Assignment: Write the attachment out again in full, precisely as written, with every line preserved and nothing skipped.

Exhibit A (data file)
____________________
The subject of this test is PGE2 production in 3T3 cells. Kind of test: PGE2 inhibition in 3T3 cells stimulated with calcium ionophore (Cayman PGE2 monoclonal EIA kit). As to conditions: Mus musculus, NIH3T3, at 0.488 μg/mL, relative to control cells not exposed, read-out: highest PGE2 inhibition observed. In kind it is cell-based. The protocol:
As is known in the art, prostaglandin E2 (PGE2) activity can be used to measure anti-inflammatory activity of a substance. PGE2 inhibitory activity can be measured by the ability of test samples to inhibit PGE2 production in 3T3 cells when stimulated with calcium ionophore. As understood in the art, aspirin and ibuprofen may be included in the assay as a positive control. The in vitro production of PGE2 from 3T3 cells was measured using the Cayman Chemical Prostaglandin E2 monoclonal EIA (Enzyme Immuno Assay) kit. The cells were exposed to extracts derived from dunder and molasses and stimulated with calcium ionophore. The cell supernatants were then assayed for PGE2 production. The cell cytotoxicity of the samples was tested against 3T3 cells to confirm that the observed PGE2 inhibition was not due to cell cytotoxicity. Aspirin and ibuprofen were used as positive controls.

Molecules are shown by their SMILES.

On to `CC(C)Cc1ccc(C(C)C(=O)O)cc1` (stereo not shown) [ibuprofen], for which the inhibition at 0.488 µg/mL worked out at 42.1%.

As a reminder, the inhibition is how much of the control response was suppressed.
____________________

The subject of this test is PGE2 production in 3T3 cells. Kind of test: PGE2 inhibition in 3T3 cells stimulated with calcium ionophore (Cayman PGE2 monoclonal EIA kit). As to conditions: Mus musculus, NIH3T3, at 0.488 μg/mL, relative to control cells not exposed, read-out: highest PGE2 inhibition observed. In kind it is cell-based. The protocol:
As is known in the art, prostaglandin E2 (PGE2) activity can be used to measure anti-inflammatory activity of a substance. PGE2 inhibitory activity can be measured by the ability of test samples to inhibit PGE2 production in 3T3 cells when stimulated with calcium ionophore. As understood in the art, aspirin and ibuprofen may be included in the assay as a positive control. The in vitro production of PGE2 from 3T3 cells was measured using the Cayman Chemical Prostaglandin E2 monoclonal EIA (Enzyme Immuno Assay) kit. The cells were exposed to extracts derived from dunder and molasses and stimulated with calcium ionophore. The cell supernatants were then assayed for PGE2 production. The cell cytotoxicity of the samples was tested against 3T3 cells to confirm that the observed PGE2 inhibition was not due to cell cytotoxicity. Aspirin and ibuprofen were used as positive controls.

Molecules are shown by their SMILES.

On to `CC(C)Cc1ccc(C(C)C(=O)O)cc1` (stereo not shown) [ibuprofen], for which the inhibition at 0.488 µg/mL worked out at 42.1%.

As a reminder, the inhibition is how much of the control response was suppressed.